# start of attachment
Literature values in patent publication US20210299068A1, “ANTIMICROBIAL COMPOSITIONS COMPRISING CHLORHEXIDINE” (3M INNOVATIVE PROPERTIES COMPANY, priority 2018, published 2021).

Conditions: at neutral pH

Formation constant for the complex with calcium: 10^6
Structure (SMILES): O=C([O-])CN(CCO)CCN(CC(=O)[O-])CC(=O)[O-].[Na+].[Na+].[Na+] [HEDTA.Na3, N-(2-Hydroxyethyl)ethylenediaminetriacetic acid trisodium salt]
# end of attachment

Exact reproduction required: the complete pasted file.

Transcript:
Literature values in patent publication US20210299068A1, “ANTIMICROBIAL COMPOSITIONS COMPRISING CHLORHEXIDINE” (3M INNOVATIVE PROPERTIES COMPANY, priority 2018, published 2021).

Conditions: at neutral pH

Formation constant for the complex with calcium: 10^6
Structure (SMILES): O=C([O-])CN(CCO)CCN(CC(=O)[O-])CC(=O)[O-].[Na+].[Na+].[Na+] [HEDTA.Na3, N-(2-Hydroxyethyl)ethylenediaminetriacetic acid trisodium salt]